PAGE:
Medical waste found in unlocked trailer concerns Macedonia police and health officials

MACEDONIA, Ohio - Summit County Public Health officials and Macedonia police are raising concerns after boxes and boxes of medical waste were found inside an unlocked trailer at a truck leasing lot on S. Freeway Drive.

Lt. Vince Yakopovich said the city was not aware that medical waste may have been stored in as many as seven different trailers since February. However, officers investigated on Tuesday after receiving information from the health department.

Yakopovich noticed one box appeared to be wet. He didn't open the boxes. Instead, he took photographs and padlocked the door.

"We opened the trailer, obviously a safety issue. We were concerned if there were sharps or medical waste biohazard," Yakopovich said. "You never know. Some kid comes walking in there. Who knows what's in there? Needles? We don't people to have contact with that stuff."

Advantra Waste Solutions, which transports waste, was storing medical waste in some of the trailers over a period of seven to eight weeks, according to Julie Brown, sanitary supervisor with Summit County Public Health.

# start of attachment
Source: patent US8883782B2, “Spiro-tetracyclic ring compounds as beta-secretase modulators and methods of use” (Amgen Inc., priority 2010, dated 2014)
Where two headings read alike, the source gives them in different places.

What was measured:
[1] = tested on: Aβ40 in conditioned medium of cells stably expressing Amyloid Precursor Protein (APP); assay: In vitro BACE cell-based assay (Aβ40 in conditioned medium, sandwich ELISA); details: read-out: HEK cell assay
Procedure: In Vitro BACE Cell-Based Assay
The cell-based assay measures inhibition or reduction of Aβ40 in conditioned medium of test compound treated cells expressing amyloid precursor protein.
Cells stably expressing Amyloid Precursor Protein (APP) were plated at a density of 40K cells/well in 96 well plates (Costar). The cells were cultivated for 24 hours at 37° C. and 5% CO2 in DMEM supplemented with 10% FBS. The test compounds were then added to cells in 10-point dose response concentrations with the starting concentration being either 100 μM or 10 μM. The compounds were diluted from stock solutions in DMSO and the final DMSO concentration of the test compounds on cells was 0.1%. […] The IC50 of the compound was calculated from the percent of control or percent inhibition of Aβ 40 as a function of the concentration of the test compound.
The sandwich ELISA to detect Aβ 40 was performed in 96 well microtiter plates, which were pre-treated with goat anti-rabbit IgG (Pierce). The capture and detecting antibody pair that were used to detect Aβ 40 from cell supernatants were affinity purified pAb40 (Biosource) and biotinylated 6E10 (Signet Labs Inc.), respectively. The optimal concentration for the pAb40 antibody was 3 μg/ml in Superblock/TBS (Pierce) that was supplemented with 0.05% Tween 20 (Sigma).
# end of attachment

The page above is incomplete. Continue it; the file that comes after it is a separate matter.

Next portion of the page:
"I can say that the trailers there were in pretty poor condition. A lot of them had gaps and holes in some of the ends of them," Brown said.

News 5 was in Walton Hills last September after a foul odor and about 2,000 boxes of waste led to an investigation inside a warehouse Advantra was using.

Walton Hills leaders said there wasn't a threat to public health, but health officials said the company was forced to move out of the building. 

Brown said the county can take action only if the trailers become a public nuisance from odors or rodents, but she stressed laws do not require transporters to dispose of medical waste within a certain amount of time.

"I'm astonished that there isn't some sort of state regulation that prohibits the storage of medical waste," Yakopovich said.

However, police said Advantra is violating a Macedonia trash ordinance and has been ordered by the city to remove the medical waste.

"They got to move it out or they'll be cited," Yakopovich said.

Jamie Reid, an employee of Advantra, said the company is in full compliance and the company frequently removes medical waste from the trailers to be transported to a disposal facility.

Reid said things like protected syringes, rubber gloves and other medical equipment are kept in the trailers.

The company has agreed to move the trailers out of Macedonia by Friday.

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